Forgotten evening

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Sir: Paul Johnson (The press, 20 June) refers to the current wide choice of news- papers, including 'two metropolitan eve n- ings'. Has he forgotten the London Daily News, on...

Sincere flattery

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Sir: I was interested to read in your editorial of 6 June: 'As Tom Lehrer's Folk Song Army says of the war against Franco, they may have won all the battles, but we had all the...

LETTERS Backbench enjoyment

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Sir: You say in your editorial of 20 June that `all those whom Mrs Thatcher has previously dismissed have been unsuccess- ful rebels. Being men for the most part preoccupied...

Pedant's end

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Sir: Christopher Howse asserts (`Beer' , 20 June) that the width of the platforms at St Pancras Station was determined by the size of the barrels of Burton beer stored in the...

Sorry tale

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Sir: Sonie who criticise British Telecom no doubt relish finding the faults they do because they disapprove in principle of privatised utilities. As an advocate of privatisation...


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SUBSCRIBE TODAY - Save 15% on the Cover Price! Please enter a subscription to The Spectator I enclose my cheque for £ (Equivalent SUS & Eurocheques accepted) RATES 12...

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wielding despotic power ISLAM today is generally seen to present a severe and forbidding face to the world, while a great many regions where it pre- d ominates are in the grip...

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is looking for a mature (25-35) and intelligent person to sell corporate and advocacy advertising. The successful candidate must have previous experience, ideally selling a...

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One hundred years ago

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PROVIDENCE has been kind to the Queen. Her Jubilee Day, June 21st, has come and gone, and the most notewor- thy fact about it is that it was not spoiled, either by failure, by...

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Their man in Havana Hugh Thomas FIDEL CASTRO: A CRITICAL PORTRAIT by Tad Szulc r Tad Szulc, a well-known journal- ist. who used to work for the New York Tunes, has written an...

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The greatness of the father of history

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Hugh Lloyd-Jones THE HISTORY OF HERODOTUS translated by David Grene University of Chicago Press, £23.95 H istory starts with Herodotus. With- out him we should be painfully...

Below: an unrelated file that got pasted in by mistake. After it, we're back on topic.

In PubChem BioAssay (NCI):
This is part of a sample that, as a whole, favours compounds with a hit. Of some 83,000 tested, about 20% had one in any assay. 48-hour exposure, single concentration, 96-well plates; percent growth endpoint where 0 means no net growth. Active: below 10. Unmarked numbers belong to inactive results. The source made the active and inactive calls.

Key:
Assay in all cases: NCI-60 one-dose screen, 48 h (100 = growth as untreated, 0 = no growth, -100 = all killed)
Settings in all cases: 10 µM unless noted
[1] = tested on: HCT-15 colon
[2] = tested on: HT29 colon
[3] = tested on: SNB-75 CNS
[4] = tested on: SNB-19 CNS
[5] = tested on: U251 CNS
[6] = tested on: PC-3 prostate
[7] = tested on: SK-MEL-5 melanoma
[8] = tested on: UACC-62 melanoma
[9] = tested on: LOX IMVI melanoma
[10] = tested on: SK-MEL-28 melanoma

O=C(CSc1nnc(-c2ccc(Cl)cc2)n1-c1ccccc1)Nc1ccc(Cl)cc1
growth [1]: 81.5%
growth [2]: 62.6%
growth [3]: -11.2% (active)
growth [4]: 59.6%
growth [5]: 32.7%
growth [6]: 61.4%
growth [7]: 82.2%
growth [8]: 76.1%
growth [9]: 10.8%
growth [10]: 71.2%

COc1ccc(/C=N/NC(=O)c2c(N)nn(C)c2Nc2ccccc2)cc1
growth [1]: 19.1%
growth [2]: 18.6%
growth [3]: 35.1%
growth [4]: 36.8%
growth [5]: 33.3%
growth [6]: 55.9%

A longer version of this review appeared earlier this year

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in the American foreign policy quarterly, The National Interest (Washington).

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Heading for disaster

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Roger Clarke THE HAW LANTERN by Seamus Heaney Faber, f7.95, L3.95 T he Haw Lantern by its title suggests vintage Heaney: exact cubes of peat- smelling observation by a man...

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Two dreads are better than one

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Francis King THE RAT by Gunther Grass Seeker & Warburg, f12.95 A t my preparatory school before the war, there was a diminutive boy who believed, along with the rest of his...

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Her story and history

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Frances Partridge A LIFE WITH ALAN: THE DIARY OF A. J. P. TAYLOR'S WIFE EVA, FROM 1978 TO 1985 by Eva Haraszti Taylor Hamish Hamilton, f14.95 I t is as difficult to justify...

Less familiar flannelled fools

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J. L. Carr THE FABER BOOK OF CRICKET edited by Michael and Simon Davie Faber, f9.95 T his is a felicitous selection. Its one sour note is struck by Sir William Rees-Mogg's...

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Boyhood in Scotland

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Alan Bell NAIRN IN DARKNESS AND LIGHT by David Thomson Hutchinson, £12.95 D avid Thomson had some success in mixing the autobiographical and the dis- cursively historical in...

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Not a candle flame but a searchlight

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Peter Levi THE NEW OXFORD BOOK OF VICTORIAN VERSE edited by Christopher Ricks OUP, £15.95 V ictorian poems are a constant plea- sure, and so numerous that everyone can make...

That's You